When It Comes to Police-Community Relations, 'Expect What You Inspect'


Mar 17, 2015

Police in formation at a Memorial Day ceremony in Connecticut

Photo by Jay Lazarin/iStock

By Jessica Saunders and Laura Patton

Acting on the recommendations of the recently released President's Task Force on 21st Century Policing will require a challenging mix of research, policy reform and political capital. When considering their options, policymakers might find an old adage helpful: “Expect what you inspect.” This means that if we want to shape behavior, an effective way to do that is to measure it.

For police-community relations to improve, it is essential that law enforcement agencies across the United States are closely monitored so that the progress they make in enacting the task force's recommendations can be tracked. Measuring and monitoring the policies and behaviors called for in the interim report is essential to ensure that changes occur across the nation's tens of thousands of law enforcement agencies that employ more than 1 million officers. The most effective way to do this is to create new metrics and integrate them into existing structures of performance measurement, since localities already measure and track how well the police are performing their mission in terms of crime rates, crime clearance, arrest rates and response time.

So why are new metrics important if we already measure how police perform? Placing all of the emphasis on crime levels creates a dangerous tension because it overlooks police officers' other roles and functions. Officers are usually judged and promoted based on their individual crime statistics — for example, number of crimes cleared. Each officer's behavior is obviously shaped by many factors, but if police-community relations are not measured — and success in that area is not linked to officers' career paths — then ensuring that these relations are a priority for all officers will be difficult or impossible.

Collecting data, in and of itself, is key to changing problematic behavior among the police and creating a culture where bias-free and Constitutional policing practices are encouraged. Local law-enforcement agencies could report performance metrics that include police-community relations (police satisfaction, trust in the police, police legitimacy) and constitutional policing practices (bias-free policing, use of appropriate force) to publicly demonstrate that the agencies are meeting these requirements for every community they serve. Data-collection efforts should also include community surveys so that police can gauge public satisfaction with their service. This would include people who call the police for service because they have been victimized or have witnessed a crime as well as people who never interact with the police or have had involuntary contact with them, such as during traffic stops, questioning as a witness or suspect or because of an arrest.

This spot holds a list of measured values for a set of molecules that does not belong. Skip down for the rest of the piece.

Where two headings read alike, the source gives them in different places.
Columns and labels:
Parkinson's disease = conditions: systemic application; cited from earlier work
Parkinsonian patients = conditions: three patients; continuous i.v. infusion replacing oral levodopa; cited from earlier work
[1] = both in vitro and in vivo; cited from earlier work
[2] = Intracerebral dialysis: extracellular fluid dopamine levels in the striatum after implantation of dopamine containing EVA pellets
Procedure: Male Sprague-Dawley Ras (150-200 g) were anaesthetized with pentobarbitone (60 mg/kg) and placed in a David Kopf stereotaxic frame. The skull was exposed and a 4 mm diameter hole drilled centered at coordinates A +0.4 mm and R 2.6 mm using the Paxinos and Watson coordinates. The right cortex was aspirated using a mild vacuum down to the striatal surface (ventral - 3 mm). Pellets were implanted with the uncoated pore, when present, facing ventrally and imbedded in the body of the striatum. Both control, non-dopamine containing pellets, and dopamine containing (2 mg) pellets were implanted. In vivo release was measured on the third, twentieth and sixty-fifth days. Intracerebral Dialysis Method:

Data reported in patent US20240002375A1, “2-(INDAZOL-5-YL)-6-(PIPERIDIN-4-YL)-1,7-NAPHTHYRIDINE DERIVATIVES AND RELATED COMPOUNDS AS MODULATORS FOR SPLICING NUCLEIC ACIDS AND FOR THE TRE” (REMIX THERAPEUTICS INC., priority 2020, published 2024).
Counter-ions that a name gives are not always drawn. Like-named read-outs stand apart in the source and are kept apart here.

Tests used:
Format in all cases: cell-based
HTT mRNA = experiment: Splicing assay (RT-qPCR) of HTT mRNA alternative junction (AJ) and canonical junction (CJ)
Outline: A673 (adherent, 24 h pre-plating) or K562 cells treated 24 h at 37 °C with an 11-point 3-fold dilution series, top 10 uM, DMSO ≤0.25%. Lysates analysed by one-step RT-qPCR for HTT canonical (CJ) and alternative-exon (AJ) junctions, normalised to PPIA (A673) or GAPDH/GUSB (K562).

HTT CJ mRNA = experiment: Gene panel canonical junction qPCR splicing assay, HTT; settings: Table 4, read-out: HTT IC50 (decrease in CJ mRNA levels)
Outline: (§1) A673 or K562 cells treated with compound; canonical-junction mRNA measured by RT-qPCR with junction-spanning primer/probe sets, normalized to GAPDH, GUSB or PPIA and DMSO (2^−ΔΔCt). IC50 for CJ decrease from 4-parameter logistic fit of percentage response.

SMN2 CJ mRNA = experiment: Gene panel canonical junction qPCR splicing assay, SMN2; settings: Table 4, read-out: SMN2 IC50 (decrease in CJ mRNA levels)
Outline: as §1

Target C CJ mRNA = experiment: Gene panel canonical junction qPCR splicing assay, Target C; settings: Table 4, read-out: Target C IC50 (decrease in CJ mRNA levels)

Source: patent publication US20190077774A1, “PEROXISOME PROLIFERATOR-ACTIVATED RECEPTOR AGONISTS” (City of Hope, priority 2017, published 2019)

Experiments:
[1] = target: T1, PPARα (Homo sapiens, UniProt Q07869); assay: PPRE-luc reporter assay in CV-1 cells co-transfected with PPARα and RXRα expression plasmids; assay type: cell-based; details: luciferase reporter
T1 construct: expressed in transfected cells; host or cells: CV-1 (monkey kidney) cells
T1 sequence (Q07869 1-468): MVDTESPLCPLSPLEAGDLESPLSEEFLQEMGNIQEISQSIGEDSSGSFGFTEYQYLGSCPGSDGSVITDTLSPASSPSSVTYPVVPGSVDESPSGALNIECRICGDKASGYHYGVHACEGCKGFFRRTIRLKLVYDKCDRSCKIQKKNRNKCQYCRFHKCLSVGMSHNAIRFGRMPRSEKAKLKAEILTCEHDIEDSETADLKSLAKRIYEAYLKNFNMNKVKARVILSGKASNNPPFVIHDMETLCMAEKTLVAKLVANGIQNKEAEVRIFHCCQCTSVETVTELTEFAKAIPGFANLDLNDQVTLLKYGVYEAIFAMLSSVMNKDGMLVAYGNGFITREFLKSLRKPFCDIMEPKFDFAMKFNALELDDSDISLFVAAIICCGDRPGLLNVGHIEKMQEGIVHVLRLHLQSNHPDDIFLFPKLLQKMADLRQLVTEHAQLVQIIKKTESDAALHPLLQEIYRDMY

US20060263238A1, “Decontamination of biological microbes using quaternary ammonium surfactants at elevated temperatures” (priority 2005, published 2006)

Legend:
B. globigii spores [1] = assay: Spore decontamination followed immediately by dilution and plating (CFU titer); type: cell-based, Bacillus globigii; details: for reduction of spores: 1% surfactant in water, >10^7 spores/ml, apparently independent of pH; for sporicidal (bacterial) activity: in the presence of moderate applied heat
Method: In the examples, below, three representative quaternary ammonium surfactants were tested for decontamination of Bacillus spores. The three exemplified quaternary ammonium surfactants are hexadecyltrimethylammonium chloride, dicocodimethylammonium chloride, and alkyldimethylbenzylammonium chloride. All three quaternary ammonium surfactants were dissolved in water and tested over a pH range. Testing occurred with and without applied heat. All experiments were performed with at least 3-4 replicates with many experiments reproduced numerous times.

As the interim report suggests, local governments should evaluate police on more than crime statistics, and police departments and officers should be held publicly accountable for meeting the community's expectations. Adding new dimensions of performance metrics, such as public satisfaction and constitutional practices, would go a long way toward accomplishing this, especially if a third-party external research partner or oversight body is assessing the metrics. These new measures can help identify problems before they rise to a level that requires the federal government to intervene in order to ensure a high standard of police services.

Until local governments start holding law enforcement agencies accountable for police-community relations — and for adhering to constitutional policing — these outcomes will fail to be on par with crime control as a priority within the country's police departments.

Jessica Saunders is a criminologist and Laura Patton is a legislative analyst at the RAND Corporation.